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[sur-kuh m-loh-kyoo-shuh n]
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  1. a roundabout or indirect way of speaking; the use of more words than necessary to express an idea.
  2. a roundabout expression.
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Origin of circumlocution

1375–1425; late Middle English < Latin circumlocūtiōn- (stem of circumlocūtiō). See circum-, locution
Related formscir·cum·loc·u·to·ry [sur-kuh m-lok-yuh-tawr-ee, -tohr-ee] /ˌsɜr kəmˈlɒk yəˌtɔr i, -ˌtoʊr i/, cir·cum·lo·cu·tion·al, cir·cum·lo·cu·tion·ar·y, adjectiveun·cir·cum·loc·u·to·ry, adjective


See more synonyms for circumlocution on Thesaurus.com
1. rambling, meandering, verbosity, prolixity.
Dictionary.com Unabridged Based on the Random House Unabridged Dictionary, © Random House, Inc. 2018

Examples from the Web for circumlocutory

Historical Examples

  • Herbert has a circumlocutory manner over the phone which irritates me.

    Sight Unseen

    Mary Roberts Rinehart

  • To come to the point, without any circumlocutory delay, I am a young man with aspirations far above my station in life.

    Ruth Hall

    Fanny Fern

  • Allusions were made to it in a circumlocutory style: "The place you know—a certain street—at the bottom of the Bridges."

  • Certainly I was born under Cancer, and all my movements are circumlocutory, sideways, and crab-like.

    The Caxtons, Complete

    Edward Bulwer-Lytton

  • The practice thus forced upon one in employing a Chinese servant is useful in preventing a circumlocutory habit of speech.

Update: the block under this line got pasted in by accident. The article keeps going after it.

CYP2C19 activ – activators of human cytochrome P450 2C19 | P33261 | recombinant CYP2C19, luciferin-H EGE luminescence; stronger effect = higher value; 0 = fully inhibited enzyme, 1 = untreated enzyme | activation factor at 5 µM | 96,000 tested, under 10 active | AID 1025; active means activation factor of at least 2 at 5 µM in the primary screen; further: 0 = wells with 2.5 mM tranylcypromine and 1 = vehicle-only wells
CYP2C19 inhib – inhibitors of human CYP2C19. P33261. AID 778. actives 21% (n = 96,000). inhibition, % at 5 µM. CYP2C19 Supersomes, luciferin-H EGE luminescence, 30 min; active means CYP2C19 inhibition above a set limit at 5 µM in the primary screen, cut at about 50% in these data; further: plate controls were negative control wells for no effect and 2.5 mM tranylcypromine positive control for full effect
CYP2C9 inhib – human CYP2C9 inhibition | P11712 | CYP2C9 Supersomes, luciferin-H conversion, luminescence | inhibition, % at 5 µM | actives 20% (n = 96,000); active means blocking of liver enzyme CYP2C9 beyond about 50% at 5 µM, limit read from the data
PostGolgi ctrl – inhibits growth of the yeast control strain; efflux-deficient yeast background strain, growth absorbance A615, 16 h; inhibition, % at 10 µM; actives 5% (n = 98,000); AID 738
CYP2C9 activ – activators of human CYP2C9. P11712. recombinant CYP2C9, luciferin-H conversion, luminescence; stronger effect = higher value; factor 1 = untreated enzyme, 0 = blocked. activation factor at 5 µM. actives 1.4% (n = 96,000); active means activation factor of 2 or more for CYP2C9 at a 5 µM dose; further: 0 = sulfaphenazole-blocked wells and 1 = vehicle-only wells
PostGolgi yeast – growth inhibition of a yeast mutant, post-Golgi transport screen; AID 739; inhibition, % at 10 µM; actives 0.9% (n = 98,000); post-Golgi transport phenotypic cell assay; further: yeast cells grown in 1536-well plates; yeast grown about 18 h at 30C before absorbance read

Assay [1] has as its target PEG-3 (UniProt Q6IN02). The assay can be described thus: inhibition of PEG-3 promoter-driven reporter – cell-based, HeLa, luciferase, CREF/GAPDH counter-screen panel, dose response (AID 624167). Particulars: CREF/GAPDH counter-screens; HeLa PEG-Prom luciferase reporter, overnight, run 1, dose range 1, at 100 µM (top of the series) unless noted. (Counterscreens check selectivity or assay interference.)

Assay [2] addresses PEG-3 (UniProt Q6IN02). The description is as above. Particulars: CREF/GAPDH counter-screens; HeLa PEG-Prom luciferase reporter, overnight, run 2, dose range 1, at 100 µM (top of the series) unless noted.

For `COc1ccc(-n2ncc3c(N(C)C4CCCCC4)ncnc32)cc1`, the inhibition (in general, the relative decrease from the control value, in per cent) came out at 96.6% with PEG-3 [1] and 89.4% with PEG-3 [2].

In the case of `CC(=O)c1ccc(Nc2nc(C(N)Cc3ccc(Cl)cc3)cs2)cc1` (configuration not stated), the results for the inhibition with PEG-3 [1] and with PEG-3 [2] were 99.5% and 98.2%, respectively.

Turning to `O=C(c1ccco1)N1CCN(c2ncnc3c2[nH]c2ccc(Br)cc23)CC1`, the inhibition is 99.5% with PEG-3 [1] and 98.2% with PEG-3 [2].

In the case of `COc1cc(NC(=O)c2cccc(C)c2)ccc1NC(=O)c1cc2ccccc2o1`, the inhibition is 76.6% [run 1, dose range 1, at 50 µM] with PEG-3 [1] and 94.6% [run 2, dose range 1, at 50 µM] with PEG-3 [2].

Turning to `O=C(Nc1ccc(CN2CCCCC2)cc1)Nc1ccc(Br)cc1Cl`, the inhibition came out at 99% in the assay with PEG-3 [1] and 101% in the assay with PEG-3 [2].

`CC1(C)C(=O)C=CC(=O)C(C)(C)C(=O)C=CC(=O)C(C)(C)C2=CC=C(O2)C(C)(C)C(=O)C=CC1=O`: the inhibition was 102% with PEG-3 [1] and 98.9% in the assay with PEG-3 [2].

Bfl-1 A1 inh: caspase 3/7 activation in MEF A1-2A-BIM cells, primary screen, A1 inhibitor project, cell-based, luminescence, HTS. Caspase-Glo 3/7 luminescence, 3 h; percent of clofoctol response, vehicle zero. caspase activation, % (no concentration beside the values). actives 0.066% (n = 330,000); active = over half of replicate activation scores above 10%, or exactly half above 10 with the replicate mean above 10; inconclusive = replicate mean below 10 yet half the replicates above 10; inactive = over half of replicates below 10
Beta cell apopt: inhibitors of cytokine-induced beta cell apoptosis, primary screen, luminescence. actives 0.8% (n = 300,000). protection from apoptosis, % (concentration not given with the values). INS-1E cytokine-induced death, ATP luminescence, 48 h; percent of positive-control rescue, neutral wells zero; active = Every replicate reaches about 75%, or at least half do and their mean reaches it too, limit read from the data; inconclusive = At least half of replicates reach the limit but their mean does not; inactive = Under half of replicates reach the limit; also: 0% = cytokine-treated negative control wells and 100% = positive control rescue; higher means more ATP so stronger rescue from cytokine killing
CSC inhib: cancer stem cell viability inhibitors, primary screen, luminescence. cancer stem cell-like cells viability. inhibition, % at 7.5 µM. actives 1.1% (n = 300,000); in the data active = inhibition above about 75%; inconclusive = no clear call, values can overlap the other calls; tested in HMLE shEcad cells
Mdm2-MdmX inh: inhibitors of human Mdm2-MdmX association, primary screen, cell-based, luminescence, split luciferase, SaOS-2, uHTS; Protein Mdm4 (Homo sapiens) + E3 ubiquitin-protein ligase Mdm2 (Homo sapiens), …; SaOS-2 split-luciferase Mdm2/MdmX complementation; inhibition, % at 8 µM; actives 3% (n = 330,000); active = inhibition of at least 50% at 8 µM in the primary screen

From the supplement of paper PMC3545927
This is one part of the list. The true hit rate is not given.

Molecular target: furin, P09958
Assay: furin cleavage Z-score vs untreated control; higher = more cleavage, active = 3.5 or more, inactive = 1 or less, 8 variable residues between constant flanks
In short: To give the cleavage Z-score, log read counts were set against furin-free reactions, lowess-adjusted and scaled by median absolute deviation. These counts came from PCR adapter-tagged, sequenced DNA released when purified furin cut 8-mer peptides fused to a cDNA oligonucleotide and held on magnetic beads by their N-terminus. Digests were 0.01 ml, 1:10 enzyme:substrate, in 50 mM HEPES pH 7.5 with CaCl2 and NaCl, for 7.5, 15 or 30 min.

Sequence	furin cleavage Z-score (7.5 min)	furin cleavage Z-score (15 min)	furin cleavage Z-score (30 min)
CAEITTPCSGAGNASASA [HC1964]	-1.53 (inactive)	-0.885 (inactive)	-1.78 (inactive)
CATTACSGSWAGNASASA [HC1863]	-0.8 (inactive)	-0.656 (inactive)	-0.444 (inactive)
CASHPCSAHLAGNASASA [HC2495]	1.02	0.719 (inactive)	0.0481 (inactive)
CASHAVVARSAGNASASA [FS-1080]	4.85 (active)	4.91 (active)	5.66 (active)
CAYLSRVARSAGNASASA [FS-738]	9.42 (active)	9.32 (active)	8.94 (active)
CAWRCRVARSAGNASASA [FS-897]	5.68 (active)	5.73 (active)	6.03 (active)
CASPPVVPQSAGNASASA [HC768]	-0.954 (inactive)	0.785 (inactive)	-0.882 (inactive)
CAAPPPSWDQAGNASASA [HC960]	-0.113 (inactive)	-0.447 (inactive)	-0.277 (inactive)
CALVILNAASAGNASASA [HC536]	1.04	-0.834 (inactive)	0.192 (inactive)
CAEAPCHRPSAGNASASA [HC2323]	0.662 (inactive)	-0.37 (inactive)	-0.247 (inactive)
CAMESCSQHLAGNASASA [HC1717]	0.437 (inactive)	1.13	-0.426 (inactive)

British Dictionary definitions for circumlocutory


  1. an indirect way of expressing something
  2. an indirect expression
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Derived Formscircumlocutory (ˌsɜːkəmˈlɒkjʊtərɪ, -trɪ), adjective
Collins English Dictionary - Complete & Unabridged 2012 Digital Edition © William Collins Sons & Co. Ltd. 1979, 1986 © HarperCollins Publishers 1998, 2000, 2003, 2005, 2006, 2007, 2009, 2012

Word Origin and History for circumlocutory



c.1400, from Latin circumlocutionem (nominative circumlocutio) "a speaking around" (the topic), from circum- "around" (see circum-) + locutionem (nominative locutio) "a speaking," noun of action from past participle stem of loqui "to speak" (see locution). A loan-translation of Greek periphrasis (see periphrasis).

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Online Etymology Dictionary, © 2010 Douglas Harper

circumlocutory in Culture



Roundabout speech or writing: “The driveway was not unlike that military training device known as an obstacle course” is a circumlocution for “The driveway resembled an obstacle course.” Circumlocution comes from Latin words meaning “speaking around.”

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The New Dictionary of Cultural Literacy, Third Edition Copyright © 2005 by Houghton Mifflin Harcourt Publishing Company. Published by Houghton Mifflin Harcourt Publishing Company. All rights reserved.